By on May 10, 2010

With rumors coming in that Toyota is repositioning its planned FT-86 “Toyobaru” sports coupe to reflect higher price and higher buyer age targets, word around the enthusiast fring of the autoblogosphere has been downright apocalyptic. After all, the promised combination of a $20k base price, manual transmission and rear-wheel-drive were what launched the FT-86 to internet notoriety. But development overruns are a fact of life, and Toyota says it has no choice but to bump the FT-86′s projected price point to $23k base, $26k loaded-level. So while the FT-86 faces the bloat that comes with a more upmarket target, another sports coupe aimed at undercutting the FT-86′s prices by about $5k is already under development according to Road & Track.

According to RT’s source,

This car will measure about 150 in. overall length and come powered by the company’s 3SZ-VE engine, a 1.5-liter inline-4 that produces 109 bhp. It will feature a front-engine/rear drive layout.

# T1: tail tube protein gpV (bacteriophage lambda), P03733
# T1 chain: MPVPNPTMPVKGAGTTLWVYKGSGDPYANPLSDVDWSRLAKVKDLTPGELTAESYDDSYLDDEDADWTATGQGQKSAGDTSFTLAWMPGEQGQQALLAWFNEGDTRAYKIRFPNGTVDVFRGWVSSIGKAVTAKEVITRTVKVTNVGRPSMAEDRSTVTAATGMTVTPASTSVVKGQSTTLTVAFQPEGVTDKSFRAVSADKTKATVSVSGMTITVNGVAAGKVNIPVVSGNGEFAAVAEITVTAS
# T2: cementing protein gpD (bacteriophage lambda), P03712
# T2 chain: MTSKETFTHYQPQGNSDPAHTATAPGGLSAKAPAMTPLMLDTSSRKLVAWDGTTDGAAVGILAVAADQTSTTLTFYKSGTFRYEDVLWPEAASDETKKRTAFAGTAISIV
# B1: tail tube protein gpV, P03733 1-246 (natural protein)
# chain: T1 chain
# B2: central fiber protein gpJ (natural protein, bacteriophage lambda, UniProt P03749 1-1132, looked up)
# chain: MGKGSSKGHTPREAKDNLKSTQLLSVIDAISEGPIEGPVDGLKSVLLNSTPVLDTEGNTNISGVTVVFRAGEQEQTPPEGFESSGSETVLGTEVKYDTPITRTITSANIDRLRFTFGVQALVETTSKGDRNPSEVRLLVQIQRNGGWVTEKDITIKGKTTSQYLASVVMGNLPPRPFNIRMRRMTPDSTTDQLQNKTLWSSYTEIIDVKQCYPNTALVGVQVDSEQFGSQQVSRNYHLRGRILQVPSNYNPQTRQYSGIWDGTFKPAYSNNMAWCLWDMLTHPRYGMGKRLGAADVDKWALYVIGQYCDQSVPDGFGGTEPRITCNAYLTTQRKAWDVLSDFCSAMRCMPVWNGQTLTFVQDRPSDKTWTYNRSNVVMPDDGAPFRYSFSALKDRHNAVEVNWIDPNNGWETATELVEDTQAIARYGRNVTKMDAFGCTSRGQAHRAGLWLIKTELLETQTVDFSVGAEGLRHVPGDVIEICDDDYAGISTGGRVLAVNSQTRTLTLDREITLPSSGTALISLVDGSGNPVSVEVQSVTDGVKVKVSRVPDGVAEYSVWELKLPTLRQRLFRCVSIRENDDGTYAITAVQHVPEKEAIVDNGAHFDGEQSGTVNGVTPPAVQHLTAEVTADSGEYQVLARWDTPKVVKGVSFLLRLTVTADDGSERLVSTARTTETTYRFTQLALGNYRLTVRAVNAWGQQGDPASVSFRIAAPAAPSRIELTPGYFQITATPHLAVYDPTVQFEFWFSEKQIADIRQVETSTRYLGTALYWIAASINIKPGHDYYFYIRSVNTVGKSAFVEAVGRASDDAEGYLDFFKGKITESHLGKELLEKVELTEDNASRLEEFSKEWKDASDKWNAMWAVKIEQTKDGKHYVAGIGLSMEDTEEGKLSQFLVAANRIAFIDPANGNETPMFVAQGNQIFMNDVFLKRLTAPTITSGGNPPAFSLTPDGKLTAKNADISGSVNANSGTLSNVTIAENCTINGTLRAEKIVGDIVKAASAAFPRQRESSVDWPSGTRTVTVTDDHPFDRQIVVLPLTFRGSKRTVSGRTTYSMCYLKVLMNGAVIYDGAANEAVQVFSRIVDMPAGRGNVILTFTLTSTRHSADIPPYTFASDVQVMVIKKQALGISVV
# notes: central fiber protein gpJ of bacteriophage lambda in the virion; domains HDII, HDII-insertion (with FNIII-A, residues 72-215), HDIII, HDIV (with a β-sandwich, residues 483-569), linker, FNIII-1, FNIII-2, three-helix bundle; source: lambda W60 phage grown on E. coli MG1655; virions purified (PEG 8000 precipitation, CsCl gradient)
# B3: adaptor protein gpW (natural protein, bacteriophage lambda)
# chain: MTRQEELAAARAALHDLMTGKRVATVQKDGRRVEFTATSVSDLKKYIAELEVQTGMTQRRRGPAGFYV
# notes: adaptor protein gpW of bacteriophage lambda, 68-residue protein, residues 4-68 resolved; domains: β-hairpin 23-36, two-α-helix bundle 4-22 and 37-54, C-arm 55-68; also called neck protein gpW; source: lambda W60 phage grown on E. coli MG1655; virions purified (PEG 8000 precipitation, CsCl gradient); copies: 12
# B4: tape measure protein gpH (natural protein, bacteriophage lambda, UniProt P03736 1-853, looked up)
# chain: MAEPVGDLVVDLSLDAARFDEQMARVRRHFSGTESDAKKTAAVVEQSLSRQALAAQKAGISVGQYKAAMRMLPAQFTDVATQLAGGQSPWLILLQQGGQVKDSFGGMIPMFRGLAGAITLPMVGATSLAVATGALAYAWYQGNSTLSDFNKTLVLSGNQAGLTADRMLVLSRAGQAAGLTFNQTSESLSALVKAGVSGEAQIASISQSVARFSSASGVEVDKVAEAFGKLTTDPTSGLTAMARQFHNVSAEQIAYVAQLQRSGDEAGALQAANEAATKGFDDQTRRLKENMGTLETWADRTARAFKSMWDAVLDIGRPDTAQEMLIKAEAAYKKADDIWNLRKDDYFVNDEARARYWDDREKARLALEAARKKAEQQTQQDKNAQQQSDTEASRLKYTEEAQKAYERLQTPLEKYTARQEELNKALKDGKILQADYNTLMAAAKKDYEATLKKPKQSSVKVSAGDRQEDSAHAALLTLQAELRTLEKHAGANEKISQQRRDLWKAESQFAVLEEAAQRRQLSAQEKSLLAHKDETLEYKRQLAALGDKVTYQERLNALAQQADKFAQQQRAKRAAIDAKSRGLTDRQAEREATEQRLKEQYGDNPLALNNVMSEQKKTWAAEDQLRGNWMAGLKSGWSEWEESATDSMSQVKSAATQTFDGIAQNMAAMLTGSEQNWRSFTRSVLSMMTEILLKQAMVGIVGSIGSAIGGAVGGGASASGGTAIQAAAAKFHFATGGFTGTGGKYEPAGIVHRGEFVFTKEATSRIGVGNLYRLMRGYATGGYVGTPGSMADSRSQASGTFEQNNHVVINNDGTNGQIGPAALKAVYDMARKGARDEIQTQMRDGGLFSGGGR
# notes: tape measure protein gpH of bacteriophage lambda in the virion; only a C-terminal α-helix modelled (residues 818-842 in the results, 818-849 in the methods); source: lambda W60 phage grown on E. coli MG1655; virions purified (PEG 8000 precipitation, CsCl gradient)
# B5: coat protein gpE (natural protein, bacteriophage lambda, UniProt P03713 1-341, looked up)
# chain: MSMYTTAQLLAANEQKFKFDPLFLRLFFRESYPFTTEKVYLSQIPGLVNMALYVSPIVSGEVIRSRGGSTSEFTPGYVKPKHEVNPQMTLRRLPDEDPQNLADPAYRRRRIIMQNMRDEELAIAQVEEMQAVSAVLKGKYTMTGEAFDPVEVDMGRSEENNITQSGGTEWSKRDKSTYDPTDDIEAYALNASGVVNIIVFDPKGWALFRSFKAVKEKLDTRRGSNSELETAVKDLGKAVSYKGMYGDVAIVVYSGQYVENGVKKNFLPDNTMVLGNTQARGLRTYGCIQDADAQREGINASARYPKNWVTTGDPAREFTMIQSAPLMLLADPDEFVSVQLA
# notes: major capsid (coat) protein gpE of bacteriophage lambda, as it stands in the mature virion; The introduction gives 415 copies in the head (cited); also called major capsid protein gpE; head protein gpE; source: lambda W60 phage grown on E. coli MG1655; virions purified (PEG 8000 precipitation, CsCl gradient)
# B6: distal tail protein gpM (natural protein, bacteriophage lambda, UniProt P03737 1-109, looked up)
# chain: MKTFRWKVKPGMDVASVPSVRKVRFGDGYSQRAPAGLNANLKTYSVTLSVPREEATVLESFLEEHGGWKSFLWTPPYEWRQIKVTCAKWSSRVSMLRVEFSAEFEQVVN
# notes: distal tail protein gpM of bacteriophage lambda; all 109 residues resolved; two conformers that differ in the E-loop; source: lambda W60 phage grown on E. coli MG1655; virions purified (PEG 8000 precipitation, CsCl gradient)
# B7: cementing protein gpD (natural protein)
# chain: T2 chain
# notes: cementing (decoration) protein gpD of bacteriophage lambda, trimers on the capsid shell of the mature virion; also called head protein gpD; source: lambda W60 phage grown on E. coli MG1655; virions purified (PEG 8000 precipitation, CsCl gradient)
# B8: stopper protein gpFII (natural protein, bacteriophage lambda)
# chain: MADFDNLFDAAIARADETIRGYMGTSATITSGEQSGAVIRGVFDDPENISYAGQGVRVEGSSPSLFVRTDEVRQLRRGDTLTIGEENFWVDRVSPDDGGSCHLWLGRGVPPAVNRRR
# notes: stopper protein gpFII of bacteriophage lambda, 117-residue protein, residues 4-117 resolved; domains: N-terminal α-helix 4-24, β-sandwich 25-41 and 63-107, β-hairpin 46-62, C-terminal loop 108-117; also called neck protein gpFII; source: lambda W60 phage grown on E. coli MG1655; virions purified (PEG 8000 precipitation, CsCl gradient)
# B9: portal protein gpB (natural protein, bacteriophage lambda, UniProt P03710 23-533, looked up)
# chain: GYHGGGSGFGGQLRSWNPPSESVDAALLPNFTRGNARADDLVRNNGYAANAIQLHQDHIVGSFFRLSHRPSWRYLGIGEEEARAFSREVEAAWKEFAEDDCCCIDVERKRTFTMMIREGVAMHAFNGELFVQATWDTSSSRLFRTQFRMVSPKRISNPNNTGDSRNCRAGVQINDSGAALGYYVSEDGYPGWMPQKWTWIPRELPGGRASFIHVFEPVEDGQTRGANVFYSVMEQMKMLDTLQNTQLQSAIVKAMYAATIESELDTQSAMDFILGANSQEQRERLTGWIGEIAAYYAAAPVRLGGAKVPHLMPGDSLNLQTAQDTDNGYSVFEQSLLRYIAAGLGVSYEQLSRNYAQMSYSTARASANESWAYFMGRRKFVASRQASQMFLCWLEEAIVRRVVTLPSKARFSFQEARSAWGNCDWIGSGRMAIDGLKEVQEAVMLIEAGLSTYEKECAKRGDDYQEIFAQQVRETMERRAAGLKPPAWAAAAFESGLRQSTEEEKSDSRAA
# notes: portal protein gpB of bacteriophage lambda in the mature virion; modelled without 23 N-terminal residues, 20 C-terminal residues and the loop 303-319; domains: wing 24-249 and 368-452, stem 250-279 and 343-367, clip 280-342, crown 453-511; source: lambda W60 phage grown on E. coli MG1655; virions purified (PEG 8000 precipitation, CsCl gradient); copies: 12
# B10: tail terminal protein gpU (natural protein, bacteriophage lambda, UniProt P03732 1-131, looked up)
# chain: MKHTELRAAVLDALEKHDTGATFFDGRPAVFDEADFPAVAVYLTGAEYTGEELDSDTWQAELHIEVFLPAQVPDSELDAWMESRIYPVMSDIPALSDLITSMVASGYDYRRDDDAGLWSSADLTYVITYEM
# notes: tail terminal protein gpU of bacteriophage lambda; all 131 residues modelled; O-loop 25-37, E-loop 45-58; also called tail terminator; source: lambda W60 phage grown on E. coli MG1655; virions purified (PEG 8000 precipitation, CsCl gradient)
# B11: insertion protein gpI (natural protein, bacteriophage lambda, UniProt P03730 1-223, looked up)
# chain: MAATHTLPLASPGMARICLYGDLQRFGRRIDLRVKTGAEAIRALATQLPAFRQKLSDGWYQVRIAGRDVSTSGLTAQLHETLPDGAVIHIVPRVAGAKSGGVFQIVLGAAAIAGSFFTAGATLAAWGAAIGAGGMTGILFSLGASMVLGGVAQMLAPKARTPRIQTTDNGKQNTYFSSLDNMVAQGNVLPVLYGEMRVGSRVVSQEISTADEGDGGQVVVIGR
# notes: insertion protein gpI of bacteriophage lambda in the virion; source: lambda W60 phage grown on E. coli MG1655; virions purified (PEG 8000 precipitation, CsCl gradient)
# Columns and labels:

Motor Trend adds that this new baby coupe is being developed as

a two-door version of the Gazoo Racing inspired rear-wheel drive GRMN (GRMN = Gazoo Racing Meister of Nurburgring) hot hatch concept unveiled at the Tokyo Auto Salon. Our insider tells us that this concept, destined for a late 2012 debut, is based on the European-spec Aygo’s platform, but modified to rear drive… engineers are shaving as many pounds as possible off the new coupe, with an end goal of approximately 2200 pounds

That weight goal is nearly 500 lbs less than the Honda CR-Z (with manual transmission), highlighting the fact that Honda should probably have just built a sporty non-hybrid coupe on its Fit/Jazz platform. It’s also on target to match the predicted weight of the next-generation Mazda MX-5.

Interestingly, that (GRMN) concept was shown along with a Gazoo-tuned version of the FT-86 as well as one other concept, a mid-engined MR-2-based roadster with a 392 hp V6 hybrid drivetrain derived from the Highlander Hybrid. With news that the FT-86 is moving up in price, and a smaller Miata-fighting lightweight coupe is under development, one has to wonder if Toyota is moving hard to repair its enthusiast credentials and developing a three-car RWD sports line with the 100 hp coupe as an $18k entry, the $25k FT-86 as a mid-point, and a $35k-50k-ish hybrid roadster as the flagship (with the LF-A as a hyper-halo of sorts). Alternatively, Lexus doesn’t have a successor to its SC lined up yet.